Sony A850 versus Sony A7
The Sony Alpha A850 and the Sony Alpha A7 are two digital cameras that were announced, respectively, in August 2009 and October 2013. The A850 is a DSLR, while the A7 is a mirrorless interchangeable lens camera. Both cameras are equipped with a full frame sensor. The A850 has a resolution of 24.4 megapixel, whereas the A7 provides 24 MP.
The side-by-side display below illustrates the physical size and weight of the Sony A850 and the Sony A7. Three consecutive perspectives from the front, the top, and the back are presented. All width, height and depth dimensions are rounded to the nearest millimeter. If you prefer, you can also use the toggle button to switch to a comparison in percentage terms (in this case, the camera on the left – the A850 – represents the basis or 100 percent across all the size and weight measures).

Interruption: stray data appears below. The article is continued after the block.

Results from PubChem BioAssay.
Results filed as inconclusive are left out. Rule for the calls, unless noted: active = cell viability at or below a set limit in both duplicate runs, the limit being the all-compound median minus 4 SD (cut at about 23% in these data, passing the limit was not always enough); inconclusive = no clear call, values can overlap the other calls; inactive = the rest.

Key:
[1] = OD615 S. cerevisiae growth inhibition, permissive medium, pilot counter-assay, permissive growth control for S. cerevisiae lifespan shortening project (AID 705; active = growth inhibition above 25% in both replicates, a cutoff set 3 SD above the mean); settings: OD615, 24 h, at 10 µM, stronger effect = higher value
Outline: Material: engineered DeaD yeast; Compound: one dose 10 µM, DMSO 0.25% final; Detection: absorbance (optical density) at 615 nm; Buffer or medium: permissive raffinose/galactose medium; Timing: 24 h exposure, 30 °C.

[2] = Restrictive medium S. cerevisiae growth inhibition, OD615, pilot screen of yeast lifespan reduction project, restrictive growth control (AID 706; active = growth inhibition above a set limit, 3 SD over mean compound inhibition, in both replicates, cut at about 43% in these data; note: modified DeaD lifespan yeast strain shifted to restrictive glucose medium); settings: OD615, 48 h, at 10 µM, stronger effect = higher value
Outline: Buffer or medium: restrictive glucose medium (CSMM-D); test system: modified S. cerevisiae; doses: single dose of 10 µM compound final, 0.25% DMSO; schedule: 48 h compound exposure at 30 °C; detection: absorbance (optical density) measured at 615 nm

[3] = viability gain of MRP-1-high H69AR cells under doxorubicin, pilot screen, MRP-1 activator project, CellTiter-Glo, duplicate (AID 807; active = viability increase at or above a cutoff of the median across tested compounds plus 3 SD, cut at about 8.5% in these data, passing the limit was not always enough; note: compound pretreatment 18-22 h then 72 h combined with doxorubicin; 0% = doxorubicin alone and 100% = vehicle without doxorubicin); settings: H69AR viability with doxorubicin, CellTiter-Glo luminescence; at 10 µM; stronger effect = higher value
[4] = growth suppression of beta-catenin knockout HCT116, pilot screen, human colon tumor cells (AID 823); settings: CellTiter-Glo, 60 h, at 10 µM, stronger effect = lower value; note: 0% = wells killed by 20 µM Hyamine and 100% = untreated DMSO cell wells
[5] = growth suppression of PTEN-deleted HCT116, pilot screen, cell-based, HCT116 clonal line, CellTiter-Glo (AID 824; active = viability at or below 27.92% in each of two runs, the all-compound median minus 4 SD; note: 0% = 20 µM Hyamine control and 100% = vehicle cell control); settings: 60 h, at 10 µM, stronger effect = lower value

If the front view area (width x height) of the cameras is taken as an aggregate measure of their size, the Sony A7 is considerably smaller (35 percent) than the Sony A850. Moreover, the A7 is substantially lighter (47 percent) than the A850. In this context, it is worth noting that both cameras are splash and dust-proof and can, hence, be used in inclement weather conditions or harsh environments.
The above size and weight comparisons are to some extent incomplete since they do not consider the interchangeable lenses that both of these cameras require. Hence, you might want to study the specifications of available lenses in order to get the full picture of the size and weight of the two camera systems.
The table below summarizes the key physical specs of the two cameras alongside a broader set of comparators. If you want to switch the focus of the display and review another camera pair, just select a new right or left comparator from among the camera models in the table. Alternatively, you can also move across to the CAM-parator tool and choose from the broad selection of possible comparisons there.